SoLuna Brand Copper Sinks
Created to provide the trade and homeowners access to some of the best copper products available anywhere, SoLuna offers copper sinks made by artists who care about their craft. The result is the largest selection of high quality and custom crafted copper kitchen and bathroom sinks available. All SoLuna products and artists are hand-picked by the principals of CopperSinksOnline.com for quality, reputation, integrity and great design. We’re proud to offer our customers the opportunity to bring a unique work of art into their lives at an affordable price. We hope that one of our sinks will help you complete the perfect kitchen or bathroom décor project.
SoLuna’s artisans live and work in Santa Clara del Cobre, a region of Mexico long celebrated for the skill of its copper smiths. Our artisans work with only the highest quality and thickest gauge material, copper that is at least 99% pure, with only a small percentage of zinc added for stability. Our customers can rest assured that our genuine hand hammered copper sinks from Mexico are not made with any lead containing alloys. SoLuna copper sinks are made from pure, reclaimed copper which has been melted down to its natural elemental state—any impurities are removed. The copper is then formed into metal sheets which are fashioned into beautiful sinks.
At Copper Sinks Online, we offer no seconds—only first quality copper kitchen and bathroom sinks that have passed our rigorous inspection program. We recognize that this might mean a potential price difference, but we prefer to protect our reputation by shipping only products we would be proud to install in our own homes.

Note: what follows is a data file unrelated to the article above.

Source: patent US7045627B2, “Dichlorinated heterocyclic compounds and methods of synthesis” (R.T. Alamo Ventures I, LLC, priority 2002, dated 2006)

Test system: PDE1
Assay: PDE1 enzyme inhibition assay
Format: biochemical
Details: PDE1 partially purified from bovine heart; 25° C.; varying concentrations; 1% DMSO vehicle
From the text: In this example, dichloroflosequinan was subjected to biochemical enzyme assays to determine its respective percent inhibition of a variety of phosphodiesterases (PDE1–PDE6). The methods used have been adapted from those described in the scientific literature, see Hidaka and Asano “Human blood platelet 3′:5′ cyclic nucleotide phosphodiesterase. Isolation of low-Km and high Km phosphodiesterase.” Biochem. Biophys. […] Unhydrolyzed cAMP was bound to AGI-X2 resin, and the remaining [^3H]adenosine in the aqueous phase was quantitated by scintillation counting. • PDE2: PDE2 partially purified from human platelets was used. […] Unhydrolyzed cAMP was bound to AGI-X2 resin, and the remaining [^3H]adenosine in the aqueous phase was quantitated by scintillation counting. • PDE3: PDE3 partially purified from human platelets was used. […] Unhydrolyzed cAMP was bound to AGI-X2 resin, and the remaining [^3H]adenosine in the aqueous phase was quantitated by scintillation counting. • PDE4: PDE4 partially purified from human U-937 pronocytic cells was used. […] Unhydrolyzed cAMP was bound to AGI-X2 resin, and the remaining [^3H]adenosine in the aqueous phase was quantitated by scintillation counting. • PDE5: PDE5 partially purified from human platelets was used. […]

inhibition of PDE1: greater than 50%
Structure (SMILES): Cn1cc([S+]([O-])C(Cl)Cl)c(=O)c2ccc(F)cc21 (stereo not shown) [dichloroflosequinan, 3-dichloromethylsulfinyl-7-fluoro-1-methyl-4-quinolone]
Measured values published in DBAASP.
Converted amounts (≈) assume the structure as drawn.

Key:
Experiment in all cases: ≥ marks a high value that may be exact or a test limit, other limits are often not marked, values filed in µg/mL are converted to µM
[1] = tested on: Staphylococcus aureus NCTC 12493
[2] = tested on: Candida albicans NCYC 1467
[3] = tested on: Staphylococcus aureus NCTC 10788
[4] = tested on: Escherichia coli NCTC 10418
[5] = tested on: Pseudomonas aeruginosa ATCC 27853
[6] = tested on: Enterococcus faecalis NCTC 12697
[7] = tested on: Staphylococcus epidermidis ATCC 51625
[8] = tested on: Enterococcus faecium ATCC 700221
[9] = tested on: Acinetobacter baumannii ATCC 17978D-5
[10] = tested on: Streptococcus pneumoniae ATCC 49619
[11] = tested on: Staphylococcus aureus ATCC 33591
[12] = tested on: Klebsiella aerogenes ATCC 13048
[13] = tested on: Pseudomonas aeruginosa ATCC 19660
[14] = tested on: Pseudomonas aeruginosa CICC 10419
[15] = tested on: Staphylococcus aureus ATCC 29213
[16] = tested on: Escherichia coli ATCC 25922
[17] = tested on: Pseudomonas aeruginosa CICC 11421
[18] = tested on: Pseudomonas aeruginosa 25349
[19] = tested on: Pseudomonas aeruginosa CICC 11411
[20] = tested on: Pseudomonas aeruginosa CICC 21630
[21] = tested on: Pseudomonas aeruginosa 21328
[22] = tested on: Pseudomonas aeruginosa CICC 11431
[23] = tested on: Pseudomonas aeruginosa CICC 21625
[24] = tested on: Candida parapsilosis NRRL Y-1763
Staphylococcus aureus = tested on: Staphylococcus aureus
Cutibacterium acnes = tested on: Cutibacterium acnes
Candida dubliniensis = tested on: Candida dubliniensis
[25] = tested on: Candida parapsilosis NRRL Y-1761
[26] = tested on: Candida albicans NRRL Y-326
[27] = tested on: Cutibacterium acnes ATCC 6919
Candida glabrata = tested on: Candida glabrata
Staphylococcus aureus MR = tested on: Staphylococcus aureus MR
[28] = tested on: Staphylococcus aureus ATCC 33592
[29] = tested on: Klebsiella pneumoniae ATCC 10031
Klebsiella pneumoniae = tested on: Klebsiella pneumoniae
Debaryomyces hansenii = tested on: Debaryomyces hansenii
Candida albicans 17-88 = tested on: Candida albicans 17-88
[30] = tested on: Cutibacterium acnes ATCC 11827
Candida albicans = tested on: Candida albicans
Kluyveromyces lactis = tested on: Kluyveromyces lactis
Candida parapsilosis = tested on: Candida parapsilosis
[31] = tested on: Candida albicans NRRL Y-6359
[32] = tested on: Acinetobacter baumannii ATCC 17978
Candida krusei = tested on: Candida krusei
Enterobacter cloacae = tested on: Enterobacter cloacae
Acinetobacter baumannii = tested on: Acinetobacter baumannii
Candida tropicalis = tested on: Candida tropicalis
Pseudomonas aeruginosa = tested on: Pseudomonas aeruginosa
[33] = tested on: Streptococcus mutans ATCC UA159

Although it costs more, we make our sinks using only the thickest gauge copper available. Our kitchen sinks do not need sound insulation because they are not made from the thinner gauge copper we see being sold by some of our competitors.
If you have any other questions before you purchase your copper kitchen or bathroom sinks, feel free to give us a call at 1.877.340.0800. We will be happy to provide any other copper sink information you need to make the best choice of copper sink for your family.
SinksOnline.com was created to provide the trade and homeowners access to some of the best copper products available worldwide made by artists who care about their craft. The result is the largest selection of high quality and custom crafted copper work available. If your goal is to find quality products that are unique and beautiful, or to have something custom made for you by true artisans, you have found the right company. All products and artists have been hand picked by the principals of SinksOnline.com for quality, reputation, integrity and design. We hope that our products will help you complete the perfect kitchen, bath or bar.
Copper in History
Copper is man’s oldest metal, with use dating back more than 10,000 years. Copper forms many of our most familiar objects, including coins, statuary and cooking implements. Its use in the home in modern times ranges from copper tubing in your plumbing system, to some of the finest cookware available. Restaurateurs, hoteliers and interior designers look to copper and brass as naturally inviting metals that make a statement of quality, comfort and beauty.
Copper artisans are part of every culture, but the artisans of Mexico especially have gained a reputation for copper sink making. The term “hand hammered” is used to distinguish sinks made one by one, by hand, in small artisan shops, from those mass produced by machine. These sinks usually have a hand hammered texture that gives them a rustic, rugged, yet thoroughly elegant look and makes each sink truly unique.
The hammered texture not only adds character and beauty, but also strengthens the surface and helps camouflage those small marks that occur with everyday use. Artisan made copper sinks from SoLuna put a wonderful finishing touch on any kitchen or bathroom décor. US copper sink fabricators on the other hand have traditionally focused primarily on commercial projects such large restaurant kitchen sinks. These copper sinks typically have a smooth, rather than hammered finish and more standardized, factory produced rectangular shapes.